Disturbances in content of thought, form of thought, perception, affect, sense of self, motivation, behavior, and interpersonal functioning.
History of schizoprenia
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Kraepelin and Dementia praecox
thought to be a degeneration of the brain that began at a relatively young age and ultimately led to disintegration of the entire personality.
Bleuler's term of schizophrenia
Split, lack of integration among the person's psychological functions.
(The disturbance needs to last 6 months for the diagnosis of schizophrenia)
-Prodromal phase (progressive deterioration)
- Active phrase (showing delusions, hallucinations, etc.. or negative symptoms)
- Residual phase (the symptoms are less prominent.
Risk Factors seen in early life (CASIS)
Cognitive deficits, affects, social isolation, etc.
Symptoms of schizophrenia
Psychotic, negative and disorganized.
Course (estimates of recovery)
20% - 67% recover
depends on individuals behavior age and gender.
Age differences in schizophrenia
- Develope disorder ages 18-25, women are most likely at 25 - mid30's
- Women develope it later than men.
Gender differences with schizophrenia
- Women are more likely to have paranoid delusions, hallucinations, and intense affective symptoms.
- Men have more experience to negative symptoms such as flat affect and social withdrawal.
-Prognosis (recovery) in better for women than men
Cultural features (differences in schizophrenia)
In U.S. schizo is more common in African Am. and Asian Am.
Brief psychotic disorder
psychotic symptoms for at least 1 day but less than a month, has sudden onset and considered to be reactive - that is- appearing following a stressful event. It is possible that genetic vulnerability mediates the reaction to an environmental stressor.
Symptoms are similar to schizophrenia except for it lasts less than 6 months.
-The patients function normally when not experiencing a psychotic episode.
The person experiences a mood disorder at the same time of meeting the diagnostic criteria of schizophrenia.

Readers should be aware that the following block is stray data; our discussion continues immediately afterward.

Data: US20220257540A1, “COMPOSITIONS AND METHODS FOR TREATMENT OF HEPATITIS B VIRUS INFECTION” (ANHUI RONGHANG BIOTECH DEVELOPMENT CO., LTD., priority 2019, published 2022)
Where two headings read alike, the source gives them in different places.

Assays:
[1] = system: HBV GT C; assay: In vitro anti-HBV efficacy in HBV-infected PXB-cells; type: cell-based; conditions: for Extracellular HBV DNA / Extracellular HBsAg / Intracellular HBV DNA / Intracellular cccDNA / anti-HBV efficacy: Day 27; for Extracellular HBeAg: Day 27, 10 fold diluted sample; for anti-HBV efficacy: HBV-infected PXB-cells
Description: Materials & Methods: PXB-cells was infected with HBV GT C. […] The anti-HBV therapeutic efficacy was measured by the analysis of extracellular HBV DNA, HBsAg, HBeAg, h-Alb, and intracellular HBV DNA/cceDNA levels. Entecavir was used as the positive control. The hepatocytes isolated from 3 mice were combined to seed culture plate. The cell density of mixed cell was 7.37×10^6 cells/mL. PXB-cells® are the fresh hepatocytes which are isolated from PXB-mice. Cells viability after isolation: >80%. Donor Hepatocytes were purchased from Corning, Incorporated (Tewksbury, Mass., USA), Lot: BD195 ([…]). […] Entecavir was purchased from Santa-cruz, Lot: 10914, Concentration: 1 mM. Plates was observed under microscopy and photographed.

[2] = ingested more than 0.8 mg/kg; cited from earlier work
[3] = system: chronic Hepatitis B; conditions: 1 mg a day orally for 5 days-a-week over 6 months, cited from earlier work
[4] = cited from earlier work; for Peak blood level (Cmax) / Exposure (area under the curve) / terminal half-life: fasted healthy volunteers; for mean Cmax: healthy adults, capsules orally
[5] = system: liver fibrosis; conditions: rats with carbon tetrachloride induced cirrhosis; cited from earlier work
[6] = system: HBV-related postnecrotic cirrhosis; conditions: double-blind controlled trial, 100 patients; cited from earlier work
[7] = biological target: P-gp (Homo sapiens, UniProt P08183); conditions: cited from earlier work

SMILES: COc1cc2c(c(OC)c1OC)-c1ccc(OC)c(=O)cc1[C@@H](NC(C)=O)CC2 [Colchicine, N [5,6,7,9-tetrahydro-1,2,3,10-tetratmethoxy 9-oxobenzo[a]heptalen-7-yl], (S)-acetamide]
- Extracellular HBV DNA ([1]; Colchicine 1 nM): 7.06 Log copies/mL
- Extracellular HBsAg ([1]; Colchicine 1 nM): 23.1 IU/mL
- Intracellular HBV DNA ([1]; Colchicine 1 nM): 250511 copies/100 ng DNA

-A single, striking psychotic symptom expressed as non-bizarre delusions. In other areas of their lives such people function quite well.
-Types: Erotomanic, grandiose, jealous, persecutory, mixed, and unspecified.
Shared psychotic disorder: (Folie-a-deux)
When a person otherwise mentally sound develops a delusional system because of close relationship with another person (the disturbed person). Note the mutlifactor model p 291
Despite major advances we do not fully understand the essence and cause of this disorder.
Biological perspectives: Enlarged Ventricles
Using brain imaging it is found that people with schizophrenia has enlarged ventricles.
Coritcal atrophy (brain of schizophrenia)
Enlarged ventricles is accompanied by cortical atrophy which is a wasting away of brain tissue.
Dopamine hypothesis (brain of schizophrenia)
Over activity of neurons that communicate via dopamine.
Note 2 lines of evidence for dopamine
1- the observation of the impact of the anti-psychotic drugs, that reduce the frequency of hallucinations and delusions by blocking dopamine receptors.
2- drugs that are chemically related to dopamine (such as amphetamine) increase the frequency of psychotic symptoms. NOte recent findings (p291)
Genetics: Concordance rates of identical twins & attempt to locate specific gene involved
Concordance rates of identical twins: Highest rate- close to 48%
- Locating specific gene
-1- there must be a connection between genes thought to be involved in the faulty brain function
-2- even though there is a high heritability of schizo the could still be environmental factors
Bio-behavioral abnormalities that are not direct symptoms of the disorder, but have been found to be associated. They include abnormalities of cognitive processes, such as difficulties and inability to track with smooth eye movements (p 292-293)